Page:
The Albuquerque Tribune carries this story about New Mexico’s Year of Water. Here’s the money quote: “In a water-poor state, in a water-poor region of the country, water disputes are common, volatile and protracted.”
New Mexicans always seem to be involved in court battles over water with other states, such as Texas, governed by interstate compacts, which try to govern local practices. While senior agricultural users have the constitutional rule of priority appropriation to give them a legal advantage in local disputes, money and lobbying clout give almost equal advantage to junior urban users.
And increasingly, local disputes in New Mexico are between those who see water as their life-blood – “El aqua es la vida,” as the Acequia Association says – and those who see water as a commodity with which to make money.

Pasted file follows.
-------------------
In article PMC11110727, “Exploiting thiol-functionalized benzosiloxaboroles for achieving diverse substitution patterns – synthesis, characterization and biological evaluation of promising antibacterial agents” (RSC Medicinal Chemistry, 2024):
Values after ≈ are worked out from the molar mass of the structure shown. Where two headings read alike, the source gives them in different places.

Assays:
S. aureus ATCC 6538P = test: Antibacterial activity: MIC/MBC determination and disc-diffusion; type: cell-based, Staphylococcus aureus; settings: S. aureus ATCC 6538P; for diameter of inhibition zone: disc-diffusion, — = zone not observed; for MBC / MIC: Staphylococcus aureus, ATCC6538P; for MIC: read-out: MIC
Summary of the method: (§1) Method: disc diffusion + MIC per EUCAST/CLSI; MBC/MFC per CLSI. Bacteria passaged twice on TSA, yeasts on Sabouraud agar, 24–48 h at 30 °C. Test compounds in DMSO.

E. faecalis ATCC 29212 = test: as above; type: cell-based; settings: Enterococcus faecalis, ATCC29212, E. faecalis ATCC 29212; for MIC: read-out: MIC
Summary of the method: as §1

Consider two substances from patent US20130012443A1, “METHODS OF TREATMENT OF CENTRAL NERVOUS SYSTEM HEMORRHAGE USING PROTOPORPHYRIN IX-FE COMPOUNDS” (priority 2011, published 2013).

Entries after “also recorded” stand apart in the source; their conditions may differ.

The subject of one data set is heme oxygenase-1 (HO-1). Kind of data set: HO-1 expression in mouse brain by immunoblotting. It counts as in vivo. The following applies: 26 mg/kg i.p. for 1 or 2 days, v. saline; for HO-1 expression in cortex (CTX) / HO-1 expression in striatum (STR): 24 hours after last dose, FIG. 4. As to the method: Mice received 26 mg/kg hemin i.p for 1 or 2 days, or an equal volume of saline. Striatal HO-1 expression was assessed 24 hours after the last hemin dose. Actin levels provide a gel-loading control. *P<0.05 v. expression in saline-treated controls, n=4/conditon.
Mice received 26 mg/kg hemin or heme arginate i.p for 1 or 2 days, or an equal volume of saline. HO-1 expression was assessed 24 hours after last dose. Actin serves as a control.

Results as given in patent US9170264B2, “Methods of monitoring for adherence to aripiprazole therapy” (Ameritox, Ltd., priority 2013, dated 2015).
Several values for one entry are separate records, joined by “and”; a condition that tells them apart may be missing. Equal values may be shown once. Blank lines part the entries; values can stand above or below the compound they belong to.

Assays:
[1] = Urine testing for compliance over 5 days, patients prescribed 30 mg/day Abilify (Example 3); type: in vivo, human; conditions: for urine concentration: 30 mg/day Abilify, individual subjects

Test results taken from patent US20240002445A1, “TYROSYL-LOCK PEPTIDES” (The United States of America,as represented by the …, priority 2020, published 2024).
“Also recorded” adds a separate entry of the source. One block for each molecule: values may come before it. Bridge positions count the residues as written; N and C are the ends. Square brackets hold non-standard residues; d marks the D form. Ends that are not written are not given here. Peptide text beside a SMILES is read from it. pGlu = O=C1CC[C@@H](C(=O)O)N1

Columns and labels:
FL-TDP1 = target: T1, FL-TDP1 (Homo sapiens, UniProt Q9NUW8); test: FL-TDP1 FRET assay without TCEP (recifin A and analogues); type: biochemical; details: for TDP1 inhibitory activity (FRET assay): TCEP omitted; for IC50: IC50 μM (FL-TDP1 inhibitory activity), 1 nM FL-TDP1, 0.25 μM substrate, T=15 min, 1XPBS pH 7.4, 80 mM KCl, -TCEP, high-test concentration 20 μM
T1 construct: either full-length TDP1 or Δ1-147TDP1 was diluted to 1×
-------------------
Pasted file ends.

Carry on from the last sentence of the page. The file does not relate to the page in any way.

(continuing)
To lose a water war can mean, quite literally, that you or your community dies. Negotiation has been the rule, no matter how long it took.
Last year, three decades-long water disputes between American Indians, acequias and other water-rights holders – in the Nambe-Pojoaque-Tesuque Basin, the Taos area and the Navajo Reservation along the San Juan River – were settled, with all sides agreeing to share scarcity. This is the model for the future.
Senior-water-rights users such as the New Mexico Acequia Association, however, are keenly aware that junior urban users try to buy agricultural water rights at every opportunity, skirting the customs of win/win negotiations and using money to trump community.
As the Year of Water unfolds in New Mexico, with growing competition for our drought-stricken water supplies and shrinking aquifers keener than ever, the struggle between rural agricultural economies and ways of life and urban economies and populations will become ever-more apparent
New Mexico’s water as life-blood vs water as commodity are the same issues we see here in the Great Lakes.
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